Bobby worked for New England Telephone for 35 years. He was a member of the New England Telephone Pioneers club and enjoyed going to Dunkies with his friends. He was an avid fan of both the Boston Celtics and Boston Bruins and enjoyed photographing their games. He also enjoyed collecting Kennedy memorabilia.

The foundation of his life was his faith and his family. Bobby will be sadly missed by all those who were blessed to have known him.

A Funeral Mass will be celebrated on Saturday, July 31, 2021 at 10am in Divine Mercy Parish in St. Ann’s Church, 757 Hancock Street, Quincy.

Funeral arrangements were made by Keohane Funeral Home, 785 Hancock St., Quincy.


RMV Cautions Customers To Be Aware Of Text Phishing Scam

The Massachusetts Registry of Motor Vehicles (RMV) is cautioning customers to be aware of a text phishing scam that has been reported in the Commonwealth and in other states.

The scam reportedly involves customers receiving text messages, claiming to be from the “DMV,” that direct them to click on a provided link to update their personal identifying contact information.  Customers can identify this type of text as a phishing scam because it includes “DMV” and in Massachusetts DMV is not the name of the Registry of Motor Vehicles; in Massachusetts, the name of the Registry is abbreviated as “RMV.” Any text using the phrase “Department of Motor Vehicles” or “DMV” should be deleted.

Note that the RMV does not send unsolicited requests for personal and/or contact information to customers by text.  Any communication by text from the RMV would be as a result of a customer-initiated request or transaction.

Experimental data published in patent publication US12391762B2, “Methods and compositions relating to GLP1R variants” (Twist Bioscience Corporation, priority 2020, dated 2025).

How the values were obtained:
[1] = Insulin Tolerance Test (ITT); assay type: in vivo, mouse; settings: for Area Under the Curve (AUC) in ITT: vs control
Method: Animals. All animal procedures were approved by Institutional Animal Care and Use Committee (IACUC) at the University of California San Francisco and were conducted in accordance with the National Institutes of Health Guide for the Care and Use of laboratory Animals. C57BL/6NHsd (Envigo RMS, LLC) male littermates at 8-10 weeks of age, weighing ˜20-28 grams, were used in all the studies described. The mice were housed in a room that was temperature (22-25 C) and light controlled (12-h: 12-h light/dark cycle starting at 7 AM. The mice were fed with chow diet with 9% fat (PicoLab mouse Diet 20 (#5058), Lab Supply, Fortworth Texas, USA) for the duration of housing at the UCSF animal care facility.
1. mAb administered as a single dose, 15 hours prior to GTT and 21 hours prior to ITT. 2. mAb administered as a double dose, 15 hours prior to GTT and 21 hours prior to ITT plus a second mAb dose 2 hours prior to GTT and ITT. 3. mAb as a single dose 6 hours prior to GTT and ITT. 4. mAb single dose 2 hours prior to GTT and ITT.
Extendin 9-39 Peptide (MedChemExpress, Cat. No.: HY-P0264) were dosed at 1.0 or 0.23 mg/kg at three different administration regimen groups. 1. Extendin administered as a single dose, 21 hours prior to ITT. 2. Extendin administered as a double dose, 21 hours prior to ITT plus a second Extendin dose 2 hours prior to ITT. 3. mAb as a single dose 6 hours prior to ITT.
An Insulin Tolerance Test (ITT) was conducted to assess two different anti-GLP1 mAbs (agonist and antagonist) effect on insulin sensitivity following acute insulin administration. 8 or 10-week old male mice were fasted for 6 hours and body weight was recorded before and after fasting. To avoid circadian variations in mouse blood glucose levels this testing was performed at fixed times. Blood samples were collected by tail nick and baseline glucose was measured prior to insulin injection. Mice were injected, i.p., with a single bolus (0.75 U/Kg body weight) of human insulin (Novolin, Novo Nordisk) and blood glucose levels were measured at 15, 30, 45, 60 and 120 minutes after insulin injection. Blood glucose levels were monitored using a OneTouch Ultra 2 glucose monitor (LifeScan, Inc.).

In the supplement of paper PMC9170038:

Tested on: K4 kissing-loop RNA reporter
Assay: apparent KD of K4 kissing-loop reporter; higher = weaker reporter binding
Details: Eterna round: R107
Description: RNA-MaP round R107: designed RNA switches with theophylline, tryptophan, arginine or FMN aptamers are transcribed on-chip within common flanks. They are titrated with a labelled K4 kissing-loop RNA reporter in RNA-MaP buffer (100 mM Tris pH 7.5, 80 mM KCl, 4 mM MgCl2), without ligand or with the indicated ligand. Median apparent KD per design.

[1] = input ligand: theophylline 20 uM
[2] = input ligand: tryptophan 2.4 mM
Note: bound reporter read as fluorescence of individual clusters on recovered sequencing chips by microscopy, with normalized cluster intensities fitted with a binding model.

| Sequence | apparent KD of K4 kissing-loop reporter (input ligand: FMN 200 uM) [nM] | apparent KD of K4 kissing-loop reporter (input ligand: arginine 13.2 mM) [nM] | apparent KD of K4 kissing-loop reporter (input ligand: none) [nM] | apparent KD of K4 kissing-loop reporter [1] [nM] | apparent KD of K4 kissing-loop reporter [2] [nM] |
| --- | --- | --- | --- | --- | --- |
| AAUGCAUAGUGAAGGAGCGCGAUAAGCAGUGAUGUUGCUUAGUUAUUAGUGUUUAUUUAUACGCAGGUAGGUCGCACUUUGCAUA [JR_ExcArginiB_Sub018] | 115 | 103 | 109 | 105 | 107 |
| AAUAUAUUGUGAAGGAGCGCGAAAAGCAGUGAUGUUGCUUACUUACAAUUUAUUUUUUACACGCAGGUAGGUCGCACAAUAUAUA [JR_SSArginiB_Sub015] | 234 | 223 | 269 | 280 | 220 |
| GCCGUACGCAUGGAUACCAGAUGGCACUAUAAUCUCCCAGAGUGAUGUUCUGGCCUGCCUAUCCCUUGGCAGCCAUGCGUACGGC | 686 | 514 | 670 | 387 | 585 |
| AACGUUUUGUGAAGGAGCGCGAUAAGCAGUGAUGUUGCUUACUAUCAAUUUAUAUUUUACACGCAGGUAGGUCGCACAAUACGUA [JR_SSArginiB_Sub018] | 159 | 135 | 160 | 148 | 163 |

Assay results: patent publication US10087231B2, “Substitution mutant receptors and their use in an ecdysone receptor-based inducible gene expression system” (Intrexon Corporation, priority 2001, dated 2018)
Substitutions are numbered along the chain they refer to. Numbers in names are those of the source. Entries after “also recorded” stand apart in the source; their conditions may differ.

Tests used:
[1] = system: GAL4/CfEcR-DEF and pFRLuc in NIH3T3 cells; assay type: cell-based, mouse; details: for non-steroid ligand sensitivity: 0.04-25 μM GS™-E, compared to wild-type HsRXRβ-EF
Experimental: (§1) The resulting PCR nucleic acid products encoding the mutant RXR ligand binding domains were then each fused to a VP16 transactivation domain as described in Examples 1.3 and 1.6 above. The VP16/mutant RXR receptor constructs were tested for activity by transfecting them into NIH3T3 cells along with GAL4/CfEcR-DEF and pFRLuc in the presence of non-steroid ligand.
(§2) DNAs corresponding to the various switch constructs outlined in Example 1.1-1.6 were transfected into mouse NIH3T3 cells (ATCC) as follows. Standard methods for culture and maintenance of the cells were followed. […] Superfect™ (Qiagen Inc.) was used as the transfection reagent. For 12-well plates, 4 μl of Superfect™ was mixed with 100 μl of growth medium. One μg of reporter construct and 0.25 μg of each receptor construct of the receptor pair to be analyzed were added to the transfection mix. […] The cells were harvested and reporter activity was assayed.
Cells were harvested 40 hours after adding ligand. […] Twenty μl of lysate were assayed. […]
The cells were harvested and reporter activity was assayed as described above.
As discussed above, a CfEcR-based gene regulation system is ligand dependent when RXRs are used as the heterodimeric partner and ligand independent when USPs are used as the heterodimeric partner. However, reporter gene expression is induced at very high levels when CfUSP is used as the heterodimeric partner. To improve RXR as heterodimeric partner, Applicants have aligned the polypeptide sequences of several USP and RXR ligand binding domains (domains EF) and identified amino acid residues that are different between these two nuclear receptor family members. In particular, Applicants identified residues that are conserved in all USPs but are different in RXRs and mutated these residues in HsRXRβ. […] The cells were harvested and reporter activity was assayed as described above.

For the latest Registry updates and information, check Mass.gov/RMV or follow the RMV on Twitter @MassRMV.

Blood Shortage Continues: Red Cross Needs Donors Now

While donors across the country have rolled up a sleeve to give this summer, the need for blood and platelets remains crucial for patients relying on lifesaving transfusions. The American Red Cross continues to experience a severe blood shortage and donors of all blood types – especially type O and those giving platelets – are urged to make an appointment to give now.

 Right now, the Red Cross needs to collect more than 1,000 additional blood donations each day to meet current demand as hospitals respond to an unusually high number of traumas and emergency room visits, organ transplants and elective surgeries.

 To thank donors who help refuel the blood and platelets supply this month, all who come to give July 7-31 will receive a $10 Amazon.com Gift Card via email and will also receive automatic entry for a chance to win gas for a year (a $5,000 value). More information and details are available at rcblood.org/fuel. Also, all those who come to donate throughout the entire month of July will be automatically entered for a chance to win a trip for four to Cedar Point or Knott’s Berry Farm. To learn more, visit rcblood.org/CedarFair.

Donors who give now will help stock the shelves for the rest of the summer season. Schedule an appointment to give blood or platelets by using the Red Cross Blood Donor App, visiting RedCrossBlood.org, calling 1-800-RED CROSS (1-800-733-2767) or enabling the Blood Donor Skill on any Alexa Echo device.

In most cases, those who have received a COVID-19 vaccine can donate. However, knowing the name of the manufacturer of the vaccine they received is important in determining donation eligibility.

Two Red Cross Blood Drives are scheduled in Quincy this month: